By contrast, oftentimes efforts by Congress to "protect" shareholders from self-serving corporate executives tend to insulate bad actors from market forces and perpetuate poor performance.
Clearly the top-performing CEOs in corporate America earn every penny of their compensation and then some. They create wealth, and by doing so create shareholder value, increased consumer welfare and higher standards of living.
Publicly held companies are designed to maximize profit to their shareholders. Inevitably, some firms will employ poor managers and occasionally a really bad actor. Unless the firm has a strong system for monitoring the quality of executive decision-making, the market will pass judgment quickly in the form of lower or negative returns on investment.
The problem with a one-size-fits-all approach to executive pay is that it punishes the vast majority of the market — where wealth-generating firms and shareholders reside — in order to get at a handful of bad actors who would otherwise be dealt with through market forces.
There is a healthy dose of arrogance in the idea that another law could beat an entrepreneurial marketplace for determining how to evaluate compensation. Poor executive performance shows up quickly on the bottom line.
I won't even bother telling you what I think of Armey, either as a former economics professor or as a professed friend of "free markets." Suffice it to say that, with such defenders of "free markets," it' s no wonder so much of the Left hates markets on principle and sees free market libertarianism as a disingenuous apologetic for corporate interests. If "free markets" really meant what Armey and his paymasters mean by them, I'd hate them too.
But since this ties in so closely to a line of argument I was already developing in a manuscript article ("Economic Calculation in the Corporate Commonwealth"), I thought I'd use this as the jumping-off point for publishing an excerpt here.
Disclaimer: I shouldn't have to say this, but for the record I do not favor government regulation of executive pay.
"Economic Calculation in the Corporate Commonwealth"
Part II: Hayek vs. Mises on Distributed Knowledge
Mises denied any correlation between bureaucratization and large size in and of itself. Bureaucracy as such, he argued, was a particular rules-based approach to policy-making, as opposed to the profit-driven behavior of the entrepreneur. The point Mises neglected was the extent to which rational profit-driven entrepreneurial behavior becomes impossible because of the information and coordination problems inherent in large size. The large corporation, necessarily, distributes the knowledge relevant to informed entrepreneurial decisions among many departments and sub-departments, until the cost of aggregating them outweighs the benefits of doing so.
Try as he might, Mises could not exempt the capitalist corporation from the problem of bureaucracy. One cannot define bureaucracy out of existence, or overcome the problem of distributed knowledge, simply by using the word "entrepreneur." Mises tried to make the bureacucratic or non-bureaucratic character of an organization a simple matter of its organizational goals, rather than its functioning. In seeking to solve the problem by definition, by making profit-seeking the defining characteristic of the "entrepreneurial" organization as a whole, Mises resembled the collectivists who try to solve agency problems by positing a "new socialist man." The motivation of the corporate employee, from the CEO down to production worker, will be profit-seeking; his will is in harmony with that of the stockholder because he belongs to the stockholder's organization.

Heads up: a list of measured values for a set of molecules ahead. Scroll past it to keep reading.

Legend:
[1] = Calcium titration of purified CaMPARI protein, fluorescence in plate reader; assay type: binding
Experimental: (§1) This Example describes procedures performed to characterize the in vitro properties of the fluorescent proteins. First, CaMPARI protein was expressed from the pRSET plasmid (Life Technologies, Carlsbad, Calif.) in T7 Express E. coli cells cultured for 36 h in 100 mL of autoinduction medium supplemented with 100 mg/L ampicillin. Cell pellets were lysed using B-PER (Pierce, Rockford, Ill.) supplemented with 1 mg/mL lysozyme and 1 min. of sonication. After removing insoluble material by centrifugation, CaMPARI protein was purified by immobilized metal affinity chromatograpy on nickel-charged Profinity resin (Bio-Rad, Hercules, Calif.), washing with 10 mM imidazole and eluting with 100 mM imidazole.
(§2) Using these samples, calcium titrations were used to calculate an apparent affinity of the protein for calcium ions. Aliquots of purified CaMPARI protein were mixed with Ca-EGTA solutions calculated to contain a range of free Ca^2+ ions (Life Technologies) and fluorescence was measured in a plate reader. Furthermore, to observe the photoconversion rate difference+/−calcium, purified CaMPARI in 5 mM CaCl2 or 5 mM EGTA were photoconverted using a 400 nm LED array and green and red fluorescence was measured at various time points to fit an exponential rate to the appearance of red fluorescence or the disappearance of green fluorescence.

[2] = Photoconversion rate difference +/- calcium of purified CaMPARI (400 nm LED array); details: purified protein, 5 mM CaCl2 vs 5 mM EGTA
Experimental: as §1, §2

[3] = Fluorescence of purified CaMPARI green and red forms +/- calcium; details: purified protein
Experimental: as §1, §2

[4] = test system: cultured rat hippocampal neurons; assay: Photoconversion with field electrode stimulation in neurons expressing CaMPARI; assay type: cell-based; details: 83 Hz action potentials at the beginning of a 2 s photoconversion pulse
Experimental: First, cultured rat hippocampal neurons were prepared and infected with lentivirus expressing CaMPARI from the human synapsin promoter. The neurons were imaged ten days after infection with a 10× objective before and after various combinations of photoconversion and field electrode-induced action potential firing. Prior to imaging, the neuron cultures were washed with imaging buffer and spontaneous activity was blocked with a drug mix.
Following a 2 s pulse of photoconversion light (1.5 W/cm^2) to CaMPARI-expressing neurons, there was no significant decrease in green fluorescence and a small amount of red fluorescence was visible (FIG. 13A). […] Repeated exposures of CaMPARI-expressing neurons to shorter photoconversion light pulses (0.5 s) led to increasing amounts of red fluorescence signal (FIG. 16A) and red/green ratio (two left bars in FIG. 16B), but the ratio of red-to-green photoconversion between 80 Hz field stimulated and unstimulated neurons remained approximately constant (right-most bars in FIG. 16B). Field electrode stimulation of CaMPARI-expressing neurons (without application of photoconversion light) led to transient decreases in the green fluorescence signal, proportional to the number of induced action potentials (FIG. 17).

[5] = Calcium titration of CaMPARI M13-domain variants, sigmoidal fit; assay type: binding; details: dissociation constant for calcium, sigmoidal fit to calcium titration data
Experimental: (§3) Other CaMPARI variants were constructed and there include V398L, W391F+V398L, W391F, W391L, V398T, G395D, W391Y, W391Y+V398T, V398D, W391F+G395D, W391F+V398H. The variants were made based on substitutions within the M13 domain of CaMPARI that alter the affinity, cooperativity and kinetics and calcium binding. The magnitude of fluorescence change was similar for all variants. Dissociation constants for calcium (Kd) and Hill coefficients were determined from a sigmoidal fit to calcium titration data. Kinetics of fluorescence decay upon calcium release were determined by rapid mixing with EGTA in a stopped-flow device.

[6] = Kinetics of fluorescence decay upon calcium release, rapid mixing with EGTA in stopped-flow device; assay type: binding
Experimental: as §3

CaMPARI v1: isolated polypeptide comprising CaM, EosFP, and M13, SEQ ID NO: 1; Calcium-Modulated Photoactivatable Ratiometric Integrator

By defining organizational goals as "profit-seeking," Mises--like the neoclassicals--treated the internal workings of the organization as a black box. In treating the internal policies of the capitalist corporation as inherently profit-driven, Mises simultaneously treated the entrepreneur as some kind of indivisible actor whose will and perception permeate the entire organization. Although (as we see below) Mises at one point explicitly denied that the entrepreneur was omnipresent, in practice he viewed his entrepreneur as a brooding omnipresence whose influence guided the action of every employee from CEO to janitor.
Mises viewed the separation of ownership and control, and the agency problems resulting from it, as largely non-existent. The invention of double-entry bookkeeping, which made possible the separate calculation of profit and loss in each division of an enterprise, as "reliev[ed] the entrepreneur of involvement in too much detail." The only thing necessary to transform every single employee of a corporation, from CEO on down, into a perfect instrument of his will was the ability to monitor the balance sheet of any division or office and fire the functionary responsible for red ink.
It is the system of double-entry bookkeeping that makes the functioning of the managerial system possible. Thanks to it, the entrepreneur is in a position to separate the calculation of each part of his total enterprise in such a way that he can determine the role it plays within his whole enterprise. Thus he can look at each section as if it were a separate entity and can appraise it according to the share it contributes to the success of the total enterprise. Within this system of business calculation each section of a firm represents an integral entity, a hypothetical independent business, as it were. It is assumed that this section "owns" a definite part of the whole capital employed in the enterprise, that it buys from other sections and sells to them, that it has its own expenses and its own revenues, that its dealings result either in a profit or in a loss which is imputed to its own conduct of affairs as distinguished from the result of the other sections. Thus the entrepreneur can asign to each section's management a great deal of independence. The only directive he gives to a man whom he entrusts with the management of a circumscribed job is to make as much profit as possible. An examination of the accounts shows how successful or unsuccessful the managers were in executing this directive. Every manager and submanager is responsible for the working of his section or subsection. It is to his credit if the accounts show a profit, and it is to his disadvantage if they show a loss. His own interests impel him toward the utmost care and exertion in the conduct of his section's affairs. If he incurs losses, he will be replaced by a man whom the entrepreneur expects to be more successful, or the whole section will be discontinued. At any rate, the manager will lose his job. If he succeeds in making profits, his income will be increased, or at least he will not be in danger of losing it. [Human Action, p. 305]